Friday, November 5, 2010

1960's Memories of Skyline Drive Part 1

Real estate ad from the Lorain Journal of May 15, 1954
Skyline Drive. 
The name still sounds vaguely chic to my ear. Maybe it's because the name suggests a trendy neighborhood on the western edge of a community, silhouetted against the horizon.
Before I get carried away here, however, I've got a confession to make. My family didn't really live on Skyline Drive. We lived on East Skyline Drive.
It makes a difference, which I'll explain. But first, a short history lesson of the area.
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Skyline Drive first appeared officially in the Lorain City Directory in 1958, but the street and many of the homes listed had already been there for many years. A quick check of some of the homes on the Lorain County Auditor's website shows that the earliest ones were built in 1951. A few more were built each year until 28 homes were listed in 1958.
As you can see from the 1959 map (below), only the portion of the street west of Leavitt Road (Route 58) existed at that time. The eastern portion where we moved to in 1965 would follow later. (Click on the map for a closer look.)
The whole area east of Leavitt from the creek south to W. 40th and east to Edgewood Drive hadn't been developed yet.

Anyway, Skyline Drive in the 1950's must have been a fairly elite address. It was part of a brand new development with bigger lots and consequently, bigger homes. (It was still part of Black River Township in the 1950's.) Plus, it didn't conform to Lorain's standard street naming system of numbering the roads from north to south. That made the name a little bit special.

Thus when it was time to develop the portion of Skyline Drive on the east side of Leavitt, it was my parents' recollection that the residents on the west side objected to the use of the Skyline Drive name.

Whether that's 100% true or not, I'm not sure. All I know is that our street sign read E SKYLINE DRIVE and the sign on the other side of Leavitt Road read just SKYLINE DRIVE. Which makes East Skyline Drive the only 'east' address on the west side of Lorain.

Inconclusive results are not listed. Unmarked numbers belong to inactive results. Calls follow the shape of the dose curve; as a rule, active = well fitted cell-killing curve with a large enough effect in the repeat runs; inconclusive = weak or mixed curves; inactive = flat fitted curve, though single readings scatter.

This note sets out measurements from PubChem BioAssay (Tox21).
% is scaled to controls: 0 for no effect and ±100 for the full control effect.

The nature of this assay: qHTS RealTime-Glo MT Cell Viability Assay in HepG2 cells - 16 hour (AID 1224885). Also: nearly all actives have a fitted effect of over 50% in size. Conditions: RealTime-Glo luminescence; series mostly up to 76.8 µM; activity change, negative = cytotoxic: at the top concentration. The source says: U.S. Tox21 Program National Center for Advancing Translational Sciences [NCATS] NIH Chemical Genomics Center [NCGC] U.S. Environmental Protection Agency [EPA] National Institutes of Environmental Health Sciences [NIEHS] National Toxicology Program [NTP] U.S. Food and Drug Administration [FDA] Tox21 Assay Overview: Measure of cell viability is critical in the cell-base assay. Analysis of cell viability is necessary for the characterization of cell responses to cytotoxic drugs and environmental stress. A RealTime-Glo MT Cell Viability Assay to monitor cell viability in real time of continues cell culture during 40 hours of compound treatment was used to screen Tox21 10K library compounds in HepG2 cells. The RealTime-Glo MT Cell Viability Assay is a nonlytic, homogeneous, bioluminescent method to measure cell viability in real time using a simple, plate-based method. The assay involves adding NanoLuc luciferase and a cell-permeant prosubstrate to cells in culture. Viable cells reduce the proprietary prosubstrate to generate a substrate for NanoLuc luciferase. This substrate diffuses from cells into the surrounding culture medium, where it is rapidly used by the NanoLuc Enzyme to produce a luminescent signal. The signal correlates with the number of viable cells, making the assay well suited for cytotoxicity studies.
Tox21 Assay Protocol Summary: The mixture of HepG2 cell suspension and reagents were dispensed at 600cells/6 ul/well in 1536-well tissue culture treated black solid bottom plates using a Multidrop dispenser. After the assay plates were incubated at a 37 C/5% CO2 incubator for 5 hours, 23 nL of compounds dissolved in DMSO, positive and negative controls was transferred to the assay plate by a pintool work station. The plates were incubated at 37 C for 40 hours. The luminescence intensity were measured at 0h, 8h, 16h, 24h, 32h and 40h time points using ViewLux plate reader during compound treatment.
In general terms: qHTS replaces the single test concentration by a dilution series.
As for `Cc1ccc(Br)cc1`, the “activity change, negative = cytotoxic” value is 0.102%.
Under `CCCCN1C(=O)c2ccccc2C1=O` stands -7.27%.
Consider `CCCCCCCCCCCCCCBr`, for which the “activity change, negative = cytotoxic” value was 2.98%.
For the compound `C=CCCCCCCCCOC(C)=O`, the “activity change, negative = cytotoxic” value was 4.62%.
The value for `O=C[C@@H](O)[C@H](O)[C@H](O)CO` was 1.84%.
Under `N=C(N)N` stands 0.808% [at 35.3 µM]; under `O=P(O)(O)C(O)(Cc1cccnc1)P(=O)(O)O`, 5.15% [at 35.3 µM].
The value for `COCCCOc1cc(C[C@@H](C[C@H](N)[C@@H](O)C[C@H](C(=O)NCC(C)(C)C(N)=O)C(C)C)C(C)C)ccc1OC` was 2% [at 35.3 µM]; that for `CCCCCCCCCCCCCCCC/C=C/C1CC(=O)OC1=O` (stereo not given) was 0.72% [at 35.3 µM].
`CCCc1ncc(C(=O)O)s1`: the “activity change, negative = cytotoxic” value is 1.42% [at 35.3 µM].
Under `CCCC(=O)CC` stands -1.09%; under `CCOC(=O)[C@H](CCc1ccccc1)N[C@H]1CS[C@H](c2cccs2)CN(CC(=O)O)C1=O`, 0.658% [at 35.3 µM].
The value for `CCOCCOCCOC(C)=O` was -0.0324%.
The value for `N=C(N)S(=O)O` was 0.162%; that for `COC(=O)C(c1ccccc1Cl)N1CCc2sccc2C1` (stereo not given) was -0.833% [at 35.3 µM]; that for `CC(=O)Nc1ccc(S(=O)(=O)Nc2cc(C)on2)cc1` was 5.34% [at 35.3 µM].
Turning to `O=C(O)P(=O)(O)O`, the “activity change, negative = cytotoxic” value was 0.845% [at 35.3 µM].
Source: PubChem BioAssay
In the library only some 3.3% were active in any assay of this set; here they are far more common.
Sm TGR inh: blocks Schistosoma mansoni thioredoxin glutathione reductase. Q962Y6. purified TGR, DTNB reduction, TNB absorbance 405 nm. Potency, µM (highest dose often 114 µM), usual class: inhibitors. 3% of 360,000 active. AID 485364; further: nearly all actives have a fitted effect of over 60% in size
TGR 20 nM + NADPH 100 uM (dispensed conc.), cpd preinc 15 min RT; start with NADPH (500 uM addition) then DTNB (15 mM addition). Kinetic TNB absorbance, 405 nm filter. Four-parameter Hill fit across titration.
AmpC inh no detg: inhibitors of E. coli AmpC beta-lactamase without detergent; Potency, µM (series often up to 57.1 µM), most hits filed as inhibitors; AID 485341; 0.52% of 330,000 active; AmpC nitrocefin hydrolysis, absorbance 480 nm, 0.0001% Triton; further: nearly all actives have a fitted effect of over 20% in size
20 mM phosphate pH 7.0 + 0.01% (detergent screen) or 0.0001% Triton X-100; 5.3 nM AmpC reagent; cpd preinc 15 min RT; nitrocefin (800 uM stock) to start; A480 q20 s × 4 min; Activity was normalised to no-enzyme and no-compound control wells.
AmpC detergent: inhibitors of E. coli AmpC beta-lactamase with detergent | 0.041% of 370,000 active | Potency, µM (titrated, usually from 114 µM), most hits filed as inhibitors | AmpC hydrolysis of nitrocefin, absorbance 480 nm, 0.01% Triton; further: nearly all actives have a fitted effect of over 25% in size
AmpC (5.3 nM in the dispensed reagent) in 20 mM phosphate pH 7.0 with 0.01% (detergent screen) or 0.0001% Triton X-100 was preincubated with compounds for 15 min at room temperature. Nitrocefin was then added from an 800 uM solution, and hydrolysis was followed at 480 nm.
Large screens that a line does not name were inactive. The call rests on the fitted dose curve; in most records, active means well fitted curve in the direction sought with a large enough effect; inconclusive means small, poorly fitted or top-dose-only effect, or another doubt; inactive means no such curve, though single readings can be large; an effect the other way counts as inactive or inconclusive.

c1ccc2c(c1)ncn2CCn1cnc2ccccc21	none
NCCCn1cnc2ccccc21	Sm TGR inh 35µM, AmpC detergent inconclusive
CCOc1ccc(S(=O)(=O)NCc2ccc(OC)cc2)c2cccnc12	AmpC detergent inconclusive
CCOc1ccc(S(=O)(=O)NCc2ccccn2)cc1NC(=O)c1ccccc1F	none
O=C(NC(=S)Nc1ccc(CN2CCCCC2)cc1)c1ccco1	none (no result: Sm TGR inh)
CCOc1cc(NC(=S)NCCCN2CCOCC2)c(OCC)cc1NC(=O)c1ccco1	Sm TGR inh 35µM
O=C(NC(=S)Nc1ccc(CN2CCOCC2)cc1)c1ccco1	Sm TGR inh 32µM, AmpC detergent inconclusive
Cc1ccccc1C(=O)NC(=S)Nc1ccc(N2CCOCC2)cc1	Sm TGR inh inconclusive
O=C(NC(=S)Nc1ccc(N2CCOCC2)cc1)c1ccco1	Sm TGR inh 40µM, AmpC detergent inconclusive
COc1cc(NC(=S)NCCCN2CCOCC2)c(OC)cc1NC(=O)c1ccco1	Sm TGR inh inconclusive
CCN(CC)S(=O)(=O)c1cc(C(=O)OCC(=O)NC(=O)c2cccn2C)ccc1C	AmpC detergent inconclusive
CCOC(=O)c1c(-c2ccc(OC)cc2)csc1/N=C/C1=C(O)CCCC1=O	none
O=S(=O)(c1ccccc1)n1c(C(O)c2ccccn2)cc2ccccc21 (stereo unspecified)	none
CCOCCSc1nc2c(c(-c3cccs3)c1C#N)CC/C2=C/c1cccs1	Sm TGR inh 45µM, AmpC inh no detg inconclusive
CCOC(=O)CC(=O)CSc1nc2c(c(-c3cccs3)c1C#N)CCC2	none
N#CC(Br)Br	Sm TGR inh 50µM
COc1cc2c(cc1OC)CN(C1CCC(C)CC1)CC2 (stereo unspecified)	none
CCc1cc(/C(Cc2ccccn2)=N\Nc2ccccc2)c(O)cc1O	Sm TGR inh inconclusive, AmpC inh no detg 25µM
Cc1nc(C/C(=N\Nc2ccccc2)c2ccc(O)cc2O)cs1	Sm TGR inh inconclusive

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Here's another map of the area a few years later – some time in the early 1960's. A lot of change occurred in a few years!

The map includes several iconic Lorain landmarks, such as the Westgate Shopping Center, the Lorain Plaza Shopping Center and the airport. 

Although the map shows E. Skyline Drive reaching Leavitt Road, it didn't happen until later.

For several years, Skyline Drive ended in front of our house, which in 1965 was the last one on the block. The street then trailed off towards Leavitt as a dirt road before disappearing in the field.

Temple Avenue didn't exist in 1965 either, only on paper.

Also note that Skyline Drive's eastern terminus was Palm Springs Drive. Since there was no access from Leavitt Road, we were kind of landlocked. To get to our house, we had to come in on either Palm Springs Drive or Marshall Avenue.

This map of the Amelia Meadows allotment from the same time period will give you a better idea of what it was like at the time we moved in. Notice that the streets are mapped out but in reality weren't built yet. And that was one big piece of property waiting to be developed.


We lived where the red 'X' was, and as you can see, we were indeed the last house on the block on the south side of the street. In 1965 there were no homes behind our house all the way to W. 40th and beyond. 

Well, I showed you all the maps. So what was it like for a kid living in that part of Lorain at that time? Stop back here next time and find out!

4 comments:

-Alan D Hopewell said...

Back in our youthful ignorance(late 60's / early 70's), we children of color used to refer to that part of town as "Honky Valley".

Dan Brady said...

That's funny! Especially since I'm making a big deal out of the fact that we felt like riff-raff living on EAST Skyline Drive. I guess it's all in your perspective.

I never thought of our neighborhood as being particularly upper middle class, because everybody's dad seemed to work in a factory (either Ford, the steel mill, or BFGoodrich).

-Alan D Hopewell said...

Y'want to hear REALLY funny? Most of our dads worked the same places; as you said, perspective.

John said...

lol my dad also used to make industrial fasteners in a factory just shows you how much so called different neighbourhoods were very similar really.